The Implosion of the Democrat Party

Discussion in 'Politics' started by carpro, Feb 2, 2006.

  1. carpro

    carpro
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    The Implosion of the Democrat Party

    http://www.opinionjournal.com/columnists/pnoonan/?id=110007905

    Peggy Noonan

    EXCERPT

    It was the first State of the Union Mr. Bush has given in which Congress seemed utterly pre-9/11 in terms of battle lines drawn. Exactly half the chamber repeatedly leapt to its feet to applaud this banality or that. The other half remained resolutely glued to its widely cushioned seats. It seemed a metaphor for the Democratic Party: We don't know where to stand or what to stand for, and in fact we're not good at standing for anything anyway, but at least we know we can't stand Republicans.

    SNIP

    Conservatives are always writing about the strains and stresses within the Republican Party, and they are real. But the Democratic Party seems to be near imploding, and for that most humiliating of reasons: its meaninglessness. Republicans are at least arguing over their meaning.

    The venom is bubbling on websites like Kos, where Tuesday afternoon, after the Alito vote, various leftists wrote in such comments as "F--- our democratic leaders," "Vichy Democrats" and "F--- Mary Landrieu, I hope she drowns." The old union lunch-pail Democrats are dead, the intellects of the Kennedy and Johnson era retired or gone, and this--I hope she drowns--seems, increasingly, to be the authentic voice of the Democratic base.

    How will a sane, stable, serious Democrat get the nomination in 2008 when these are the activists to whom the appeal must be made?

    Republicans have crazies. All parties do. But in the case of the Democrats--the leader of their party, after all, is the unhinged Howard Dean--the lunatics seem increasingly to be taking over the long-term health-care facility. Great parties die this way, or show that they are dying.
     
  2. Brother James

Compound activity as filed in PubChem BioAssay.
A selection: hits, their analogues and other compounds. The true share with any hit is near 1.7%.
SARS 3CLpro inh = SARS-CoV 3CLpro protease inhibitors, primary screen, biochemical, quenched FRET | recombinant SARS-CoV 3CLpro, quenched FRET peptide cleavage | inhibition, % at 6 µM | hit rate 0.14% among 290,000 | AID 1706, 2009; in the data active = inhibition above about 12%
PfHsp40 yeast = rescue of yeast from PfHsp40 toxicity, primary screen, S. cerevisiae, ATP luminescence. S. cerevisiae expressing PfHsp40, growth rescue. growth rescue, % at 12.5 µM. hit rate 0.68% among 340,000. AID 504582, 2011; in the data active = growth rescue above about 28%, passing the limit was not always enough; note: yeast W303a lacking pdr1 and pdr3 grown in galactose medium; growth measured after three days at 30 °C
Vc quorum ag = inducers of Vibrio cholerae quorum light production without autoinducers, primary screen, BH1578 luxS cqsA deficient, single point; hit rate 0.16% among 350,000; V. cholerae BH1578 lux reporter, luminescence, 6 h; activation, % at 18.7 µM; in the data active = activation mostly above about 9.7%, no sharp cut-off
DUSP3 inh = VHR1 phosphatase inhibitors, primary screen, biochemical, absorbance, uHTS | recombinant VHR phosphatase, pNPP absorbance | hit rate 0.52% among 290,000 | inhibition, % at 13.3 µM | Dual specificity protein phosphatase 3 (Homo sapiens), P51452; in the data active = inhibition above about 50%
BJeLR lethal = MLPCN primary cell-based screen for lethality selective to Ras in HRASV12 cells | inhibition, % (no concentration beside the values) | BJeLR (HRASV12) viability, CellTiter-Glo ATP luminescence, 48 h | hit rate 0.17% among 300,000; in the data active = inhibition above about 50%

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    I hope they do implode. Then I hope the Republicans do as well.
     
  3. poncho

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    Then who would be left to sell us out to the corporations and United Nations?
     
  4. carpro

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    They will if they don't get back to their fiscally conservative roots.
     
  5. Brother James

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    When were they fiscally conservative? They've always increased the size of government every time they've been in power.
     
  6. Scott J

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    From 94 until Clinton successfully lied to the American people and the GOP leadership saw their poll numbers fall. Clinton, his spin machine, and a very, very complicit media told convinced the public that the Republicans had "shut the government down"... and that it was a bad thing.

    After that, they lost heart that the American would really tolerate program "cuts" when it came to specifics.
     
  7. Brother James

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    They've always been the party of borrow and spend since the time of Lincoln and "internal" improvements. Both parties are a disgrace to fiscal reaponsiblity.